At GOProud, we believe very strongly in promoting the health and welfare of the LGBT community. Although the general focus of our organization has more to do with politics than science, it is not hard for us to understand how vital the health of LGBT citizens is to their ability to be a happy, prosperous, and productive community. As an organization we strive to encourage, in any way possible, its vitality and sustainability.
Matthew Bechstein and Ross Hemminger | All Articles
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Matthew Bechstein and Ross Hemminger
Matt Bechstein was born in California, but considers Iowa his home state, after having spent most of his life there and attending the University of Iowa. While a student, Bechstein served as the Executive Director of the Iowa Federation of College Republicans. Also while in Iowa, Matt served as the Western Iowa Political Director for Iowans for Tax Relief. Before taking leave to help with the 2012 election cycle, Matt earned his stripes as the Manger of Operations and Outreach for GOProud, and now serves as the co-director of GOProud.
Ross Hemminger grew up in northwest Ohio. His political involvement began as a volunteer Teenage Republican for President George W. Bush’s reelection campaign in 2004. In 2007 he was an intern for US Rep. Jim Jordan’s district office where his passion for government and politics was cemented.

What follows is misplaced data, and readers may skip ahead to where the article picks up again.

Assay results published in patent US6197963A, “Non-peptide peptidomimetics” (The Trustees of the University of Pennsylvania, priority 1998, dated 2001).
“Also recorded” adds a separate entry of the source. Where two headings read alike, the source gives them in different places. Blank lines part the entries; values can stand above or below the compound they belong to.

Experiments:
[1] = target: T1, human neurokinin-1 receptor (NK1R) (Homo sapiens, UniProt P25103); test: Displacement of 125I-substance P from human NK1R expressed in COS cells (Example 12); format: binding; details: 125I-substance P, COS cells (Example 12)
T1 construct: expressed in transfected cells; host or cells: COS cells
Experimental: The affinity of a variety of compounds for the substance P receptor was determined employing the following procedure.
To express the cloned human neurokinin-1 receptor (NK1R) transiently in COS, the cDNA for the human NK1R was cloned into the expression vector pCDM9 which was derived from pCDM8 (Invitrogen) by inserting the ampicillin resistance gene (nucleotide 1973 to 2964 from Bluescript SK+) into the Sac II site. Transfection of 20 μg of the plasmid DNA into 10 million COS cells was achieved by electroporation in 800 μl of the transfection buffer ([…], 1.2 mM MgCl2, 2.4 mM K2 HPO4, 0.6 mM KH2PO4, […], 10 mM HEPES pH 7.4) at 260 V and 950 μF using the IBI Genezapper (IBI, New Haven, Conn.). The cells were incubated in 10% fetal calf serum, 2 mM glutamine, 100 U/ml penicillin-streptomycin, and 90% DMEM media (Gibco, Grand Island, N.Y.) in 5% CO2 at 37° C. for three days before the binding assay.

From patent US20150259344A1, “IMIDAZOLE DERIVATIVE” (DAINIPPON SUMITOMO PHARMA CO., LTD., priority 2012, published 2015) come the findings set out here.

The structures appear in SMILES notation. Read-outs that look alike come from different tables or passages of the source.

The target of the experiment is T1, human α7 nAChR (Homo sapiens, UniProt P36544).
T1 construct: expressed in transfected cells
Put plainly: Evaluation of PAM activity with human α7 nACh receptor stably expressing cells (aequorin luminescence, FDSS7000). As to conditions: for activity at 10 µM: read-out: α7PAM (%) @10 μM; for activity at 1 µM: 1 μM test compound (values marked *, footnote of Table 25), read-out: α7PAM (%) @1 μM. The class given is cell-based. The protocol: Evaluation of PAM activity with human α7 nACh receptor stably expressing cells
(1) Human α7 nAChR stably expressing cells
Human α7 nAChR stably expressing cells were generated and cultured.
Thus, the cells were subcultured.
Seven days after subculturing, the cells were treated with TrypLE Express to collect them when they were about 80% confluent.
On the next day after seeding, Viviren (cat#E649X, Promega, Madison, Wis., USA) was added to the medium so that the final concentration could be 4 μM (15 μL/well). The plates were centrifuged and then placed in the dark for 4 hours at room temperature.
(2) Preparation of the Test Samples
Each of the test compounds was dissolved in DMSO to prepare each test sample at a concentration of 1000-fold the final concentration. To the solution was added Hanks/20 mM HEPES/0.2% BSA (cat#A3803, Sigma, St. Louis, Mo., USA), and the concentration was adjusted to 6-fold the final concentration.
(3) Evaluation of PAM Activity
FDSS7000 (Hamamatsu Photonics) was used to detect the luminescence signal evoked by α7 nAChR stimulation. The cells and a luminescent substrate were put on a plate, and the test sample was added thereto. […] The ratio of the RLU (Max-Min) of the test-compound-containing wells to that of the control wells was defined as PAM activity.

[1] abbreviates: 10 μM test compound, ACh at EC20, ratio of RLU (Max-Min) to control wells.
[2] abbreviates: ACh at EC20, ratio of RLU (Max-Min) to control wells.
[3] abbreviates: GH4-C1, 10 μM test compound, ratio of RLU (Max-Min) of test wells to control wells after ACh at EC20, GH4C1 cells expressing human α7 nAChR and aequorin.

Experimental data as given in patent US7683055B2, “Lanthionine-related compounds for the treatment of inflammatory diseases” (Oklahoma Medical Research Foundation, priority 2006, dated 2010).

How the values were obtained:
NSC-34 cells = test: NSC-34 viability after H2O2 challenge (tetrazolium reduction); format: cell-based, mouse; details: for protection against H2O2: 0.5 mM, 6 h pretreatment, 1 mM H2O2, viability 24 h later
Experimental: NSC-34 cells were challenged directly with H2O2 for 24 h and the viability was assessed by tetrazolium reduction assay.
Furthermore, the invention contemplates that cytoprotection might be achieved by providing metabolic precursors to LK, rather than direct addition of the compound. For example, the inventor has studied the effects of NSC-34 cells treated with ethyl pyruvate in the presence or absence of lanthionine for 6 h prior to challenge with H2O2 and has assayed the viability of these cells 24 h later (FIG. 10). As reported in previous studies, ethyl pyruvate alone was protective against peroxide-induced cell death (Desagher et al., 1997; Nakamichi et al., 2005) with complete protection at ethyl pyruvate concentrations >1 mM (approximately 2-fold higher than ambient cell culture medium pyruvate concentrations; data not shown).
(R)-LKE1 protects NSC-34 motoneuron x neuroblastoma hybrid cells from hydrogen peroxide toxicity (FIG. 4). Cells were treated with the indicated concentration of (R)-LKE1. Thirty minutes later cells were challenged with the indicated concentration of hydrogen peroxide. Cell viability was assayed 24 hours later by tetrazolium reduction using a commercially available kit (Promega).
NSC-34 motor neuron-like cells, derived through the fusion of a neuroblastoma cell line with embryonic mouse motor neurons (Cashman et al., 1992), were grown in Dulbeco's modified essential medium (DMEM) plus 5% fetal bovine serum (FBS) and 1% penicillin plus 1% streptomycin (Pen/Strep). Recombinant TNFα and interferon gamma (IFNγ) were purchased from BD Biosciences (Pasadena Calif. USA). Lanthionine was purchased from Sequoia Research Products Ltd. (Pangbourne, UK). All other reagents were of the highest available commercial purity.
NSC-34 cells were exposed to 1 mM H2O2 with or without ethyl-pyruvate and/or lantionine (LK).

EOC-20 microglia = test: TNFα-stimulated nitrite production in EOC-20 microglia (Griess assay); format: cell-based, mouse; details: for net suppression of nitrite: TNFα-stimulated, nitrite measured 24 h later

Ross attended college at Ave Maria University in Naples, Florida where he started a College Republican organization. In 2010 the University removed him from the board of the Ave Maria University College Republicans over his work for a pro-gay marriage state senate candidate. This began his efforts to encourage conservative Republican groups to work with Republicans across the board and embrace a big tent party philosophy. More recently, Hemminger served northern and eastern Virginia as a Field Representative from the College Republican National Committee. He served as Coalitions Organizer for US Senator Scott Brown’s reelection campaign and as Field Director for Gabriel Gomez’s 2013 US Senate campaign.
Sixteen years ago this September, President Bill Clinton signed into law the Defense of Marriage Act. While this fact seems to have largely escaped history, it will likely go down in history as one of the most enduring acts of his presidency. It has taken us every day of those sixteen years to turn back the clock on DOMA.